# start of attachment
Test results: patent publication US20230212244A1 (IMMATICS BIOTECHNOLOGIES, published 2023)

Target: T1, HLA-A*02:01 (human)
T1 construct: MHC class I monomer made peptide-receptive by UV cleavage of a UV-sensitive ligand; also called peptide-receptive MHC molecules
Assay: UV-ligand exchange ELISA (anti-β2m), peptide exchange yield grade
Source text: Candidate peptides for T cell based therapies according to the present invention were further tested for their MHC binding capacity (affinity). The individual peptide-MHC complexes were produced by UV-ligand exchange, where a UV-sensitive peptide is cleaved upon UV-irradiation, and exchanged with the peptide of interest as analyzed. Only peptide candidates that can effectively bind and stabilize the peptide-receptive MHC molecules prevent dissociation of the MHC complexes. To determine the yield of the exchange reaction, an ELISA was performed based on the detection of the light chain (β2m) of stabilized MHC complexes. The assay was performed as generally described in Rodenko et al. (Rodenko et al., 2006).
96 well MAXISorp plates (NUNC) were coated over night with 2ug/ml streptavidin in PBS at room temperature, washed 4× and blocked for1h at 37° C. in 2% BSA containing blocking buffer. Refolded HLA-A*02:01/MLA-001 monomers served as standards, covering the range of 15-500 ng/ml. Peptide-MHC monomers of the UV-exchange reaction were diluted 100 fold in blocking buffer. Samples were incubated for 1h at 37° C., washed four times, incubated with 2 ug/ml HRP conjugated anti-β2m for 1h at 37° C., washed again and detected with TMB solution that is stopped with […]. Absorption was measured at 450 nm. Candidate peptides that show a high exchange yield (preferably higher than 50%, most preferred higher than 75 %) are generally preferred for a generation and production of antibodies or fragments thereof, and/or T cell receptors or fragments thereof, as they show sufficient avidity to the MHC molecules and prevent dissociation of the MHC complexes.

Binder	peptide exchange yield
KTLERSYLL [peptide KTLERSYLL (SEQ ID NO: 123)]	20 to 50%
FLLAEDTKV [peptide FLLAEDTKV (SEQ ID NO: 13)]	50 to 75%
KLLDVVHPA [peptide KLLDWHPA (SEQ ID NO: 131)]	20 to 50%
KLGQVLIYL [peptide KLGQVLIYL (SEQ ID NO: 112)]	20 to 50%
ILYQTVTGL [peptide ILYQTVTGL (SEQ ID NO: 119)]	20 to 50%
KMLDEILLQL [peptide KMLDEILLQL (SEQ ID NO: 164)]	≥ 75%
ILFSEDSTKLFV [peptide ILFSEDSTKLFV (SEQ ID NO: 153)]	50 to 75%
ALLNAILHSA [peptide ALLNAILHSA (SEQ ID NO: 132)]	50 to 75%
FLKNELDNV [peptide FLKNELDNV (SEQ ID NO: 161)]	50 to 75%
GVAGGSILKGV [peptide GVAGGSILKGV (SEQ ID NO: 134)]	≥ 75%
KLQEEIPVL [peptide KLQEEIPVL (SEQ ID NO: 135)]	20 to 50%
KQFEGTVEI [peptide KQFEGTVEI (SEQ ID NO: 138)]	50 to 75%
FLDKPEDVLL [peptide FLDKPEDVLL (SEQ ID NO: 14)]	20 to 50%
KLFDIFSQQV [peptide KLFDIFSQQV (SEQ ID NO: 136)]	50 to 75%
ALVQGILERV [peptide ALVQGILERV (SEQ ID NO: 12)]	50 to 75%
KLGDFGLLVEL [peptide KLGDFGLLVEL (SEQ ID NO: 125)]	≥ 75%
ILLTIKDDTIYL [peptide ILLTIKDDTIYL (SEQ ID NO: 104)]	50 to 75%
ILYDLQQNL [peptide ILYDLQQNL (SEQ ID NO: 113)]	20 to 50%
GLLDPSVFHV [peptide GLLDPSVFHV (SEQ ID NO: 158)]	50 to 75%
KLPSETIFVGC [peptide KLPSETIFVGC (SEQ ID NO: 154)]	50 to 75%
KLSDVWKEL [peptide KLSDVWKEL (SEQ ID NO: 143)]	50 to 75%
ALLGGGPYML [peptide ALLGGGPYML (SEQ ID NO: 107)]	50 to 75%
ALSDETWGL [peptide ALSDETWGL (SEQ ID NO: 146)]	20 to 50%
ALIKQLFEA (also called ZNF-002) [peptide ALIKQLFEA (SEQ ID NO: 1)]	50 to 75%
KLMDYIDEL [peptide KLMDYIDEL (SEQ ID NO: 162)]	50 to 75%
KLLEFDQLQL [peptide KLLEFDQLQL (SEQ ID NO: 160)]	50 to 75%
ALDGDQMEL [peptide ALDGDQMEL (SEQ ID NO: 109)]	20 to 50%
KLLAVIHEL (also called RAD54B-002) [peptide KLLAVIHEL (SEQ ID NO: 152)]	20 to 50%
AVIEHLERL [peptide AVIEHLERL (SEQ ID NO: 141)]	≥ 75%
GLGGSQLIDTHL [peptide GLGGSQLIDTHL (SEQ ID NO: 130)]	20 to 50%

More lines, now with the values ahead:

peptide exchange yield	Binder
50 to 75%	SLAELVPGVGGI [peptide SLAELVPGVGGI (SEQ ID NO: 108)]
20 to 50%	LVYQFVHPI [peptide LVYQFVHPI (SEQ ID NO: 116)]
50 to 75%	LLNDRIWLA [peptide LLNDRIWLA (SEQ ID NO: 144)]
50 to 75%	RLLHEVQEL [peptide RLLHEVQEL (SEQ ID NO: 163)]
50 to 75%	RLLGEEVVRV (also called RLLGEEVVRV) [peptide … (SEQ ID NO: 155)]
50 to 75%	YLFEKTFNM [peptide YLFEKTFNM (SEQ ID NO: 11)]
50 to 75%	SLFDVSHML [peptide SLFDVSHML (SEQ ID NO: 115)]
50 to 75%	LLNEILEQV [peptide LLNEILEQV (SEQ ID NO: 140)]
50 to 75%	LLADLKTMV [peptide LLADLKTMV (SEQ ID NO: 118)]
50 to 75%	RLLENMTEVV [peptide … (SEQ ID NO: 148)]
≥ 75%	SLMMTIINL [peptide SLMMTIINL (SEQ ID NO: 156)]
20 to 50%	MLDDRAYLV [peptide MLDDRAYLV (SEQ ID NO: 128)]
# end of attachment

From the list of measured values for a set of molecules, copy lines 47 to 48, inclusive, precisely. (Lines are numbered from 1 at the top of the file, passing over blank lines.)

50 to 75%	LLNEILEQV [peptide LLNEILEQV (SEQ ID NO: 140)]
50 to 75%	LLADLKTMV [peptide LLADLKTMV (SEQ ID NO: 118)]